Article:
Cliodhna McCormac, James Davis, Pagona Papakonstantinou and
2012 | 120pp | £18.99
As an undergraduate, taking the first steps into research can be daunting. Gone is the security of the teaching labs where the protocols have remained unchanged for decades and the results are a foregone conclusion. Having your own research project, with no idea of what to expect, requires a whole new set of skills in project management. In Research project success, a team of authors from the universities of Ulster and Surrey try to help students tackle the task ahead.
The book is primarily aimed at undergraduates starting a research project. However, much of the advice applies equally well, if not more so, to those embarking on a PhD. The advice on background reading before choosing a supervisor and on conducting a thorough literature review is even more important when starting a project that will stretch on for years.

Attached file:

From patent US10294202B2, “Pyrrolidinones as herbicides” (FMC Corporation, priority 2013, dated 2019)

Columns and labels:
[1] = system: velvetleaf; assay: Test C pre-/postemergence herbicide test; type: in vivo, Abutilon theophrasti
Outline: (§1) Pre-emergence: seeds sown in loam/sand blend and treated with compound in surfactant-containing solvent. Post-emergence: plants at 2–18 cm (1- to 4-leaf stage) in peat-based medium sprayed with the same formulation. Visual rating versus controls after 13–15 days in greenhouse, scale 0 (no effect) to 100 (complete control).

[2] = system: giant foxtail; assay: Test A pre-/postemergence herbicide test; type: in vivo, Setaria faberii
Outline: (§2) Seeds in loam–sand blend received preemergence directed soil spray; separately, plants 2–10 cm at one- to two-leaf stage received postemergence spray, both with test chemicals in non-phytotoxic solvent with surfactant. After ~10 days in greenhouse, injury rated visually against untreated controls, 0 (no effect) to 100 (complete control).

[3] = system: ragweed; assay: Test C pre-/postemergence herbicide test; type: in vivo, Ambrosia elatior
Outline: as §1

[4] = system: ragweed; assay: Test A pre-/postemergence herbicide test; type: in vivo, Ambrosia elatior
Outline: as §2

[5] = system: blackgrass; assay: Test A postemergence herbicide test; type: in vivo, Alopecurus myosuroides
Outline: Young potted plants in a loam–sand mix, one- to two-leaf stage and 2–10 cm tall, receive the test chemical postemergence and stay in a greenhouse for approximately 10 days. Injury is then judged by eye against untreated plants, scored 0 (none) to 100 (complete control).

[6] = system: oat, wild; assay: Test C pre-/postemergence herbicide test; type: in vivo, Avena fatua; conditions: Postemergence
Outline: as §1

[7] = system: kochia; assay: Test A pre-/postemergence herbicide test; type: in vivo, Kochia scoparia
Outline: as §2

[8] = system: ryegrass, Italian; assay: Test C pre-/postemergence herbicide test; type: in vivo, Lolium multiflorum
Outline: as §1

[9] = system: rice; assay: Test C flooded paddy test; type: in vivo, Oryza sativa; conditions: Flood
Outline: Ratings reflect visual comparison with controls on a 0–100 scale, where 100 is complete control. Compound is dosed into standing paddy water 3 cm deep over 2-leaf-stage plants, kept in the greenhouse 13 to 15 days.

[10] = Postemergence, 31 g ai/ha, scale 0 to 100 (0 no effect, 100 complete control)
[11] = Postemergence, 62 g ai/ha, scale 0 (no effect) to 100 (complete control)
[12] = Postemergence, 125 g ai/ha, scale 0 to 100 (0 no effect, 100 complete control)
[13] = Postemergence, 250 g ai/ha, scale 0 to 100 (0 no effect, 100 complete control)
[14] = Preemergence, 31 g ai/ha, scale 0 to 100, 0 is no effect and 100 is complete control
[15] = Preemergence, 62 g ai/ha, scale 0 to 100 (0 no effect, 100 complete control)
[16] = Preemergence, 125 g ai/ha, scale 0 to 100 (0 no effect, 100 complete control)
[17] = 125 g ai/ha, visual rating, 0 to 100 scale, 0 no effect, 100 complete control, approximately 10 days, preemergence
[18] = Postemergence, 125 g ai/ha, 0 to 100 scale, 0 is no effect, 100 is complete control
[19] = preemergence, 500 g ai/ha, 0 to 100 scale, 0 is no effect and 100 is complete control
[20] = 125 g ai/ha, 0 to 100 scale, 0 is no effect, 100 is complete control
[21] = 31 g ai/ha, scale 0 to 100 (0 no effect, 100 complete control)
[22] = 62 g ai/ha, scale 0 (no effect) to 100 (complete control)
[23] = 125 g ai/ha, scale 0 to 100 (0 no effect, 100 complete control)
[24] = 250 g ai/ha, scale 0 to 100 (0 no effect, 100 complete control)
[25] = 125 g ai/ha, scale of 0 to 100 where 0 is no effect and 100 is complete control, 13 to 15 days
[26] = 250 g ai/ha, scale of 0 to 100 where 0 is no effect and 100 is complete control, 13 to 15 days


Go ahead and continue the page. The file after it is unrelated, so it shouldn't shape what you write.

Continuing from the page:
The authors give a lot of useful advice for selecting a project, reviewing the literature, referencing, writing the dissertation and giving presentations. However, with so much focus on these aspects, there are only four pages dedicated to collecting data. While the advice given on this is important, such as asking about the quirks or limitations of your instruments, there is a lack of information on making progress on the project. Time management and efficient note-taking are crucial for any project to succeed, yet these are given little attention.
The authors’ approach is very casual, making for a book that is easily read and digested. Much of the advice given could be considered common sense, but it doesn’t hurt to be reminded from time to time. First time research students, and even final year PhD students, would do well to read this book to understand the standards expected for a dissertation.
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